Golf Tips Newsletter - Issue 232 - February 20th, 2013


Prepare to play your best golf by doing something now!

In This Issue  

- Tom's Featured Tip: Penetrating Iron Shots
- Tom's Bonus Tip: Comfort Zones
- Lesson Comments: What Students Have To Say
- Sponsors: Batavia Country Club Chestnut Hill Country Club
Plum Creek Driving Range and PGA Golf Simulator
GCC Golf Management Program Provoto Putting Systems

PLUM CREEK IS OPEN ALL WINTER Come on down to play or practice. Call 585-993-0930 or email Mark at to reserve your simulator time! Great money saving monthly specials, check them out here:

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716 474 3005, email me at, or visit my website at   for rates and details.

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Tom's Featured Tip: Penetrating Iron Shots

For the sake of simplicity, all advice on swings and drills is provided from a right handed perspective; lefties .... well, you know what to do!

I have had many of students ask me why they seem to hit their irons so high and why the pros hit theirs with a low penetrating trajectory.

The truth of the matter is that the pros can hit their irons high or low at will, but for most of them their "go to" flight is a lower boring trajectory than most amateurs can manage.

The trajectory of ball flight depends on equipment and technique.

On the equipment side, it relates mainly to the loft of the club - although shaft flex also plays a part. Every iron has a manufactured loft, but that loft changes at impact to dynamic loft.

Dynamic loft is the manufactured loft combined with the angle of attack, which is usually a negative number for most irons. If you are reading the dynamic loft number off a trackman simulator, about 2 degrees of shaft flex also has been taken into account in their algorithm.

For example, a pro swinging an 8 iron with a manufactured loft of 38 degrees, with an attack angle of -5 degrees, and good forward shaft lean at impact, will end up with a dynamic loft in the neighborhood of 28 degrees, or possibly less.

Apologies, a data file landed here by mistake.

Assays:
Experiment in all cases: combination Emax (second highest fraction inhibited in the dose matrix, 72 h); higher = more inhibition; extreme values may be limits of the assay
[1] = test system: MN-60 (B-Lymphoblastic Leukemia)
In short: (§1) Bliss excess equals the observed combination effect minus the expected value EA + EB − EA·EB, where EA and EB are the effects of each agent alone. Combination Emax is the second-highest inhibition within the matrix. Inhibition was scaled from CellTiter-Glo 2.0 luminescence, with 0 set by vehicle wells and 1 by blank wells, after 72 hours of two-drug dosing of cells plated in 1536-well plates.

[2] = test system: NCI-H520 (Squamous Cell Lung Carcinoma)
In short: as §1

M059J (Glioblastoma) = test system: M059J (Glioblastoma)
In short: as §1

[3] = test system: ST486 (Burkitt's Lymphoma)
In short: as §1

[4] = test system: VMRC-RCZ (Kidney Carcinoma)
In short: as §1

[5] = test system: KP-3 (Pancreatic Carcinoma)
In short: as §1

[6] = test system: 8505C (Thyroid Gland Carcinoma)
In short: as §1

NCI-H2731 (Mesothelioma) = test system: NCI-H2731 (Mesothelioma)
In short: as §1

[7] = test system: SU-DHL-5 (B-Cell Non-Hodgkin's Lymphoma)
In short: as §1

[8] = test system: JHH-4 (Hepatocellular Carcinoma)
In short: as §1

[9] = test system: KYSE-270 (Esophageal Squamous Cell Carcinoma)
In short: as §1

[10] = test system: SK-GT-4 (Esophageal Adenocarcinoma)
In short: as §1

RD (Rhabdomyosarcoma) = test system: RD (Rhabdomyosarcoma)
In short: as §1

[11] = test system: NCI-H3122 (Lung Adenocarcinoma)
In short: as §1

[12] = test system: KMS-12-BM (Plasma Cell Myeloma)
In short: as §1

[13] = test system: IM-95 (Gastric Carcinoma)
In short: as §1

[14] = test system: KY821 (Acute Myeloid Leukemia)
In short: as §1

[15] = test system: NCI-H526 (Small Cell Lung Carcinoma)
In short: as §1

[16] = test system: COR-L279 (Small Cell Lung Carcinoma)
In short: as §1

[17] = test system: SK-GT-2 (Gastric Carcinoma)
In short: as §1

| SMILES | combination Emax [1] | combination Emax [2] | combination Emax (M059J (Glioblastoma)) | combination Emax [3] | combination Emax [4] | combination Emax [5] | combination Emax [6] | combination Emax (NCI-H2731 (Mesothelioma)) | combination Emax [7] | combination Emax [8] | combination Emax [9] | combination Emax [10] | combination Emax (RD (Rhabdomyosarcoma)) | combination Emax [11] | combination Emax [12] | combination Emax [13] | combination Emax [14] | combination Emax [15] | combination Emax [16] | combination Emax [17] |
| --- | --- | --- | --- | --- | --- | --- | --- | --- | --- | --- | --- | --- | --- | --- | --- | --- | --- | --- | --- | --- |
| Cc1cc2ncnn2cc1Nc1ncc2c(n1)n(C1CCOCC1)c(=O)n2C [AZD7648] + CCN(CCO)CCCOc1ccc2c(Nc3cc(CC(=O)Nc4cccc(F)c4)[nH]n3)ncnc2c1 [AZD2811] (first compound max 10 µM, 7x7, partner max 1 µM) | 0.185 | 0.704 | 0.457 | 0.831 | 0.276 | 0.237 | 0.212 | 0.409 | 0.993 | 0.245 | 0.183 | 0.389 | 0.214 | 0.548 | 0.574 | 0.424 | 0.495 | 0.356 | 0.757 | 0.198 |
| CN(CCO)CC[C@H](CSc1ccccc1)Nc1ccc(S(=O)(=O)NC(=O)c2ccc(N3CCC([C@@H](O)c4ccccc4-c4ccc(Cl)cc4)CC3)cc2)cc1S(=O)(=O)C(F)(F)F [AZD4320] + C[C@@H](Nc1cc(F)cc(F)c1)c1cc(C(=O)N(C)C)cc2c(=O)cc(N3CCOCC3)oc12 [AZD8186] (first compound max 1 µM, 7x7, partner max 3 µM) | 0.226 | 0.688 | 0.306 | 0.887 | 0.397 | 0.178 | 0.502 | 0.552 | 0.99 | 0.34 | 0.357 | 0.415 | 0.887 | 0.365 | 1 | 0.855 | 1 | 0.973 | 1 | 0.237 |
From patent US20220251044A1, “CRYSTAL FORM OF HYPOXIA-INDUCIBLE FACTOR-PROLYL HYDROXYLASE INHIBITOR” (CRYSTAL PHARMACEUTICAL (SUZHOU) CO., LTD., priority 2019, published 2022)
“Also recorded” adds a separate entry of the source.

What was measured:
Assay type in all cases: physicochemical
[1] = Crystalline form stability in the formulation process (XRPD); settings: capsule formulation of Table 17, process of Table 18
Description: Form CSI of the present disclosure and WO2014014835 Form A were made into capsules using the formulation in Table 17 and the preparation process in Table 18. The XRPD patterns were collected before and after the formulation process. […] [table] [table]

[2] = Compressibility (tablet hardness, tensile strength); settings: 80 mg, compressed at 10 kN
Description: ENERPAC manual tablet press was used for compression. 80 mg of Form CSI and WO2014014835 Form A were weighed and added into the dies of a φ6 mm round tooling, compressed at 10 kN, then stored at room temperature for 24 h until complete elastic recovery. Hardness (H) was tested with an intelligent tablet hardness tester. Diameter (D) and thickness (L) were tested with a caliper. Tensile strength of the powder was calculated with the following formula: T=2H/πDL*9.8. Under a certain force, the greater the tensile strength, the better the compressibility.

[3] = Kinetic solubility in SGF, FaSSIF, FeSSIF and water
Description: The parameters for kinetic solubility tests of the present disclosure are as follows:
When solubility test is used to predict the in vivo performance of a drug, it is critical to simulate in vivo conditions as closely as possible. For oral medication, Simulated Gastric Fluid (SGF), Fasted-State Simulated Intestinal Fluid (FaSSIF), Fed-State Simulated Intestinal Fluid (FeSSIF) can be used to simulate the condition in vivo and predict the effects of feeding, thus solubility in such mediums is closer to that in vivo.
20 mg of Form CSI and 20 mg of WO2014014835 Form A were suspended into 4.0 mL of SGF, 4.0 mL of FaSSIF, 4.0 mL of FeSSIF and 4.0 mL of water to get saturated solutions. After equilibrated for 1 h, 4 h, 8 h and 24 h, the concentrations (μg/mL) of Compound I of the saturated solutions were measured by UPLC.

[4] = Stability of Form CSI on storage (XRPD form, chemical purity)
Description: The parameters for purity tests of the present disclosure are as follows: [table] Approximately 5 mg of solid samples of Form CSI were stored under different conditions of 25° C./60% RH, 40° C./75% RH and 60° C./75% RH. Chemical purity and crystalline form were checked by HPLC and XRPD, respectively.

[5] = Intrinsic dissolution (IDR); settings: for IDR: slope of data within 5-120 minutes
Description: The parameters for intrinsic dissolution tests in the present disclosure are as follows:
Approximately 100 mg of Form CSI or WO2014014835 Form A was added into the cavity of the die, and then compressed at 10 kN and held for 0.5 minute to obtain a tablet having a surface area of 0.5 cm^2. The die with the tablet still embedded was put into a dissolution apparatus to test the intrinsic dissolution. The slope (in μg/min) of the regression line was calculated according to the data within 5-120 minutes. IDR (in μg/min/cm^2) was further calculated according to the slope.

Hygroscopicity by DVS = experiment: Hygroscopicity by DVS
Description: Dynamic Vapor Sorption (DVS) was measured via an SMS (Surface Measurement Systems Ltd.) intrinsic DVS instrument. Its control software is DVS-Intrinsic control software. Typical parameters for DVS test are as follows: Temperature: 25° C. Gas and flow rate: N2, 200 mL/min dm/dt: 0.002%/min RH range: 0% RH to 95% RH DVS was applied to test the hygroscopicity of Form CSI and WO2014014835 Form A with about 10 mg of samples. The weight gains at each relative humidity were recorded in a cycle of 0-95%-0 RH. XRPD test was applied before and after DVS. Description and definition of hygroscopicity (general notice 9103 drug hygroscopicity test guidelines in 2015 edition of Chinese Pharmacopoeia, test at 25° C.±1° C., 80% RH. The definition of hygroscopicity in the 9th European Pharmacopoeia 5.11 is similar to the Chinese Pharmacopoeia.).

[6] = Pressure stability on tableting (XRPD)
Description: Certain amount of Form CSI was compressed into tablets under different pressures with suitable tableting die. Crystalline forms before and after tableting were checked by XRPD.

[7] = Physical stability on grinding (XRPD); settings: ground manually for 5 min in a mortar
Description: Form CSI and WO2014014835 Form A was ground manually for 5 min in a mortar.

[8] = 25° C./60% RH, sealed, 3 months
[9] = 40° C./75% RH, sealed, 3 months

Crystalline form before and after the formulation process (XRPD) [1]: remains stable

This is because the pros hit their stock swings with more forward shaft lean than amateurs, which de-lofts the club even more and strengthens the distance attained from their strike.

Amateurs, on the other hand, usually don't maintain a consistent attack angle or club path, and they usually add loft to the club at impact by flipping the club before their swing bottoms out. This produces a high, weak ball flight.

Here's how you can attain good forward shaft lean at impact and produce a lower, more powerful ball flight with your irons without resorting to closing your clubface artificially at impact - which produces erratic shot dispersion.
  1. Set up with your weight distributed 50% - 50%, or perhaps even 45% - 55% favoring your front leg.
  2. Execute a centered pivot on your takeaway and backswing, taking care to keep your head still, and not allowing weight to transfer laterally into your rear leg, keeping your rear elbow close to your side.
  3. When you reach the top of your backswing, wherever that may be, start your downswing with a lateral weight shift forward towards your target. Only your lower swing center should move (your navel), your upper swing center (a spot about three inches above your solar plexus, between your shoulders) should not move forward. This keeps your attack angle from becoming too steep. Simply keeping your head still while you shift your hips gets this done.
  4. As your weight shift and downswing commence, take care to keep your rear elbow close to your side so that your horizontal attack angle approaches from inside the target line, not down the line or outside in. If it's tending to go outside the line on your downswing, you are probably not shifting your weight adequately and spinning your hips open too soon, which causes a casting motion and a steep, weak strike.
  5. Your strike should be executed with your weight forward and your hands forward of the ball, which defines forward shaft lean.